Christmas is an occasion for joy and festivity, and wherever it is celebrated, the basic values of love and sharing is promoted. It is an opportunity where in family, friends and acquaintances get together to celebrate the birth of Jesus Christ. In the island of Jamaica as well, there is a whole number of unique facets to celebrating Christmas. As Christianity is practiced widely in the island, Jamaican Christmas celebrations have a definite flavor that is Jamaica’s very own. Christmas is celebrated in Jamaica with as much religious fervor and proper respect as any other country, but there is a Jamaican way about celebrating Christmas that is a part of the unique culture.
The flair with which Jamaican Christmas celebrations are organized, gives a whole new aspect to the festivities. To cite an example, let us look at the way traditional Christmas Carols are sung here. These carols are very much popular in Jamaica as in almost all countries. The basic distinction of Jamaican Christmas carols is that the popular carols are sung in the reggae style. Reggae versions of popular carols are soon gaining increased popularity all over the world.
In Jamaica, food certainly plays a large hand in marking the Christmas festivities. The smell of fresh baking pervades the air at the start of the Christmas season, and bakers and families all over start putting fruit cakes for Christmas in the ovens. The fruits used for making these mixed fuit cakes are stored marinated in wine for months on end. Rum is also used for marinating, and this is made from sugar cane. Sorrel is the Jamaican Christmas Drink, and is made from sorrel sepal, white rum, orange peel, sugar, cloves, cinnamon and others. Sorrel is served with ice, and is drunk with gusto over the Christmas season.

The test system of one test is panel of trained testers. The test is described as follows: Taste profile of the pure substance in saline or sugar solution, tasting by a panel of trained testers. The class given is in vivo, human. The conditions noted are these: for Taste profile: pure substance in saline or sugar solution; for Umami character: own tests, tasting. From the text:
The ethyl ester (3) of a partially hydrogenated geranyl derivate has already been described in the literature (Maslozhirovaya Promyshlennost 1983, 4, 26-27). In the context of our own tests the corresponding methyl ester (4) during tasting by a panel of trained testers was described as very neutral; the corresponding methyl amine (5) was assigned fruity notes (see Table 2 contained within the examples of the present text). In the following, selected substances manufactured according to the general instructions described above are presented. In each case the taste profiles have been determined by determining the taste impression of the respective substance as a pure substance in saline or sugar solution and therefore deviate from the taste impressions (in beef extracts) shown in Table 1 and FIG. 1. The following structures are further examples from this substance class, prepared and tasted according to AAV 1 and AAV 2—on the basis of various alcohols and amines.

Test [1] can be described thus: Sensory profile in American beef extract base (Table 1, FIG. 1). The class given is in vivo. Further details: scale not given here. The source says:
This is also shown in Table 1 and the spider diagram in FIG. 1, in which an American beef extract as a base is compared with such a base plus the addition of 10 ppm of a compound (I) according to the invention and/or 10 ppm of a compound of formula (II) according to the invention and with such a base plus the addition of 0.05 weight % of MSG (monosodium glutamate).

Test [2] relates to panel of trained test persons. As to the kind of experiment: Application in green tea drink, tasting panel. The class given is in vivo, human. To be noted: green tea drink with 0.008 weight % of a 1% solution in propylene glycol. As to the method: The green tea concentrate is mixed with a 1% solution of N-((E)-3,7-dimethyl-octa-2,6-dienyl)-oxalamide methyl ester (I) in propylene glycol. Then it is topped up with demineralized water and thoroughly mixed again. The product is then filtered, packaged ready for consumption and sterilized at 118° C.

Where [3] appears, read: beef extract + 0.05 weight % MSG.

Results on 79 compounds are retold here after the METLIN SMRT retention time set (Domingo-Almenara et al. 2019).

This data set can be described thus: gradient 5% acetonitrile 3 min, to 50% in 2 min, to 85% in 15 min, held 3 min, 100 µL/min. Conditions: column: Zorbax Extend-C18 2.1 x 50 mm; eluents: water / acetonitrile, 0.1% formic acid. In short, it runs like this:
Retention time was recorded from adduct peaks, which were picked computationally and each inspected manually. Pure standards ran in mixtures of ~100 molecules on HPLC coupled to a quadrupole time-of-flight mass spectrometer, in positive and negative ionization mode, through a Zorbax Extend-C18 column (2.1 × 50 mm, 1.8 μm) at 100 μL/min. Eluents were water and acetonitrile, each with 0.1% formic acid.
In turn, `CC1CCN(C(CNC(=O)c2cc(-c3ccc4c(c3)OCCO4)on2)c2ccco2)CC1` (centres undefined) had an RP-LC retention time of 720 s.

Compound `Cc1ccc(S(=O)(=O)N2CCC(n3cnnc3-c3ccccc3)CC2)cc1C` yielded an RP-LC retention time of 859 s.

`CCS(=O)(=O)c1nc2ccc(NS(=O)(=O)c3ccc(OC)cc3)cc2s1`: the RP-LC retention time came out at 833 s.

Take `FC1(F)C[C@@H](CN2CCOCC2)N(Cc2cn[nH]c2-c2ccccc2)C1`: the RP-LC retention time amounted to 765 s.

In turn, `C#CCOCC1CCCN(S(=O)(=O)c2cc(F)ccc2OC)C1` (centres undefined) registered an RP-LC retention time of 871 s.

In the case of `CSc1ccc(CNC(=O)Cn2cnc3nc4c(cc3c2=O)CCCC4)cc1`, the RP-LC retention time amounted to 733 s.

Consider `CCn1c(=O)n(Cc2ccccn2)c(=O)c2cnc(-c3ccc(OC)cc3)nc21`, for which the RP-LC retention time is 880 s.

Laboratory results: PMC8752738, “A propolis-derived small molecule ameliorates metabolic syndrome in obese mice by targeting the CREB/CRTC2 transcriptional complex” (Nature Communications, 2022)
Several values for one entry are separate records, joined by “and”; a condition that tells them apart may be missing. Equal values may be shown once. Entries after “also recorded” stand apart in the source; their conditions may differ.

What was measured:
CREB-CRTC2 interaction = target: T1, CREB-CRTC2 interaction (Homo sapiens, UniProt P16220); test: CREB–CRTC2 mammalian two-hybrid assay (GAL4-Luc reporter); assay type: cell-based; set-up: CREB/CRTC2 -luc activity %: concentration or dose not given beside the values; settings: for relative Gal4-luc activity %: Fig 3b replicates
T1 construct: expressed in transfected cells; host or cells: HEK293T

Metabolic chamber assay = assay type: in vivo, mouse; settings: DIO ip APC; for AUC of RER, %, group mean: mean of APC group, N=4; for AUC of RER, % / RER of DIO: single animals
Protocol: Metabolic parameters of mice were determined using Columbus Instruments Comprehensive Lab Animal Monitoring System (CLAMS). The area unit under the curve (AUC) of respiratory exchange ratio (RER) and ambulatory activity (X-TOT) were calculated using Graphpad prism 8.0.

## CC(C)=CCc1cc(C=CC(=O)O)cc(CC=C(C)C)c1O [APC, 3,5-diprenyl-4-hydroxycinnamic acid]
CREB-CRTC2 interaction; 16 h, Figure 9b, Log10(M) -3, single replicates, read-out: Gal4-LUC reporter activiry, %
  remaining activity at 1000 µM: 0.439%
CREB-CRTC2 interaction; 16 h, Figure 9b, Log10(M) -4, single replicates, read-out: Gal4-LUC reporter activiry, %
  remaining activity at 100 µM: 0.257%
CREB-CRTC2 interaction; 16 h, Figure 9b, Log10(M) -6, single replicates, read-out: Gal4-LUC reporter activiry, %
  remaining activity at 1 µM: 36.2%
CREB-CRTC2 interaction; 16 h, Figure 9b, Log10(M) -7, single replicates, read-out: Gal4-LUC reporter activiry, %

Christmas day is celebrated with a whole range of delicacies that make up a feast lasting for the whole day. Succulent fare including salted fish, ackee, boiled and fried bananas, bread fruit, fresh fruit juice, tea among others are served. The norm is breakfast lasting till just before lunch time, and elaborate Christmas dinners being served pretty early in the afternoon, and going on till tea time. Peas, rice, ham, goat curries, stewed ox tail, chicken or duck roasted are the main items served.
The Johnkano festivities that are held during Christmas have pagan origins, and were bought by African slaves. Masked dancers and musicians revel in mainly the rural areas of Jamaica. People paint the houses and Christmas decorations like tinsels, lights and wreaths are also hung.